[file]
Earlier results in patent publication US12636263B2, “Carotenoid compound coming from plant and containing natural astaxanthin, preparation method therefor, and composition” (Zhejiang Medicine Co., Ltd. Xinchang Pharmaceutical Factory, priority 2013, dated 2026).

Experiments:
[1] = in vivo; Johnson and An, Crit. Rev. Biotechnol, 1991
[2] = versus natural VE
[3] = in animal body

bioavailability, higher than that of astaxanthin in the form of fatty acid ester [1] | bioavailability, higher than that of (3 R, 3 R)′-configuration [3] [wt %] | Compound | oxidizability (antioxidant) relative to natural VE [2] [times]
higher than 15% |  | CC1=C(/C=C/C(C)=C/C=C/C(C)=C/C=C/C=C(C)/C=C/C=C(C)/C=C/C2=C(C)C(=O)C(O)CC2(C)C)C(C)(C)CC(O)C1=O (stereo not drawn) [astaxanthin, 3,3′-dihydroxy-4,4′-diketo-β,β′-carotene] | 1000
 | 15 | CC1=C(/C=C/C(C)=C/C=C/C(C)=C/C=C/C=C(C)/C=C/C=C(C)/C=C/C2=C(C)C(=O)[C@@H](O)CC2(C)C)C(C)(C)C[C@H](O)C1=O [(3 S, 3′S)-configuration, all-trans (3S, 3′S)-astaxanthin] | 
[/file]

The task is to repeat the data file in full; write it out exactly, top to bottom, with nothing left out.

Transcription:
Earlier results in patent publication US12636263B2, “Carotenoid compound coming from plant and containing natural astaxanthin, preparation method therefor, and composition” (Zhejiang Medicine Co., Ltd. Xinchang Pharmaceutical Factory, priority 2013, dated 2026).

Experiments:
[1] = in vivo; Johnson and An, Crit. Rev. Biotechnol, 1991
[2] = versus natural VE
[3] = in animal body

bioavailability, higher than that of astaxanthin in the form of fatty acid ester [1] | bioavailability, higher than that of (3 R, 3 R)′-configuration [3] [wt %] | Compound | oxidizability (antioxidant) relative to natural VE [2] [times]
higher than 15% |  | CC1=C(/C=C/C(C)=C/C=C/C(C)=C/C=C/C=C(C)/C=C/C=C(C)/C=C/C2=C(C)C(=O)C(O)CC2(C)C)C(C)(C)CC(O)C1=O (stereo not drawn) [astaxanthin, 3,3′-dihydroxy-4,4′-diketo-β,β′-carotene] | 1000
 | 15 | CC1=C(/C=C/C(C)=C/C=C/C(C)=C/C=C/C=C(C)/C=C/C=C(C)/C=C/C2=C(C)C(=O)[C@@H](O)CC2(C)C)C(C)(C)C[C@H](O)C1=O [(3 S, 3′S)-configuration, all-trans (3S, 3′S)-astaxanthin] | 